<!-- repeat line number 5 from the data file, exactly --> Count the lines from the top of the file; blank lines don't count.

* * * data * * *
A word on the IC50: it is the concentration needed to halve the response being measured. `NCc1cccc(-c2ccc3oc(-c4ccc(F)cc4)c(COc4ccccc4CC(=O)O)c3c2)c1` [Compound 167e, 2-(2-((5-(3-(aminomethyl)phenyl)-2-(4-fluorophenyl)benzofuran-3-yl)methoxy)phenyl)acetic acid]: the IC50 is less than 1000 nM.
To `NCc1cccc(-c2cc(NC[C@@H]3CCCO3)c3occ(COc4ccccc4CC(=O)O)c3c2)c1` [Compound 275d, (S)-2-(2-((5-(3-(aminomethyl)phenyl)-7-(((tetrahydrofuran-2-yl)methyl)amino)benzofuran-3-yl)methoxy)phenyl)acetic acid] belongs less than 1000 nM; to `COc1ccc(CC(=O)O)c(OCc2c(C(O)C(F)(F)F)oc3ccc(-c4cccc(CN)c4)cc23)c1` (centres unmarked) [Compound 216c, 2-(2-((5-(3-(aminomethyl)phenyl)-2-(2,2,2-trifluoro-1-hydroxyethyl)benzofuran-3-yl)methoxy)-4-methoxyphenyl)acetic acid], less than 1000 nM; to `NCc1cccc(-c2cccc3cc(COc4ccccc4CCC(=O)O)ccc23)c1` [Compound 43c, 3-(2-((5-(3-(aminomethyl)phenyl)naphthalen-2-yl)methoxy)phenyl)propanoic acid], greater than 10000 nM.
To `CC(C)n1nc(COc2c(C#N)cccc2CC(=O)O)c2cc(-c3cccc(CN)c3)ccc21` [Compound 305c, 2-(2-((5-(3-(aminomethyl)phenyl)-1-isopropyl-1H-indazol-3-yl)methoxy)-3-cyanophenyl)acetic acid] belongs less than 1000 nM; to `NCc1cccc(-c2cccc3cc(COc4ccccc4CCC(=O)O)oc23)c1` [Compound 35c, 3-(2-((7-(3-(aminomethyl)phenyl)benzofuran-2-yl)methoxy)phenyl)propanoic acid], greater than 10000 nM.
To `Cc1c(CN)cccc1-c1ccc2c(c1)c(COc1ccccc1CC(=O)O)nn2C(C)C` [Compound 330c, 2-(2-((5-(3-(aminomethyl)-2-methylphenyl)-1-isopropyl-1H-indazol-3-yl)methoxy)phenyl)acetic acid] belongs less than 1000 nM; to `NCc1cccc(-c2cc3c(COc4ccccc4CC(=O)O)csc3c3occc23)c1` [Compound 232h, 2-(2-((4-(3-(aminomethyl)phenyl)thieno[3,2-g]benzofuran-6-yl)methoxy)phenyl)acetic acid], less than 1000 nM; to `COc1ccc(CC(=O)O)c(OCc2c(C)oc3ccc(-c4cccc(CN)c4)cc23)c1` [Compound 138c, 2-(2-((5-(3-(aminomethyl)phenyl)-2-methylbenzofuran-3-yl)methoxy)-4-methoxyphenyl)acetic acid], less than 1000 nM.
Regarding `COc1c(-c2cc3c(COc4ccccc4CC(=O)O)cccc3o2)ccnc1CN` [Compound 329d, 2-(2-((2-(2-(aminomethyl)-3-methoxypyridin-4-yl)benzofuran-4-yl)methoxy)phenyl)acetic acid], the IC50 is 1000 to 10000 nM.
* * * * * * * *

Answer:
Regarding `COc1c(-c2cc3c(COc4ccccc4CC(=O)O)cccc3o2)ccnc1CN` [Compound 329d, 2-(2-((2-(2-(aminomethyl)-3-methoxypyridin-4-yl)benzofuran-4-yl)methoxy)phenyl)acetic acid], the IC50 is 1000 to 10000 nM.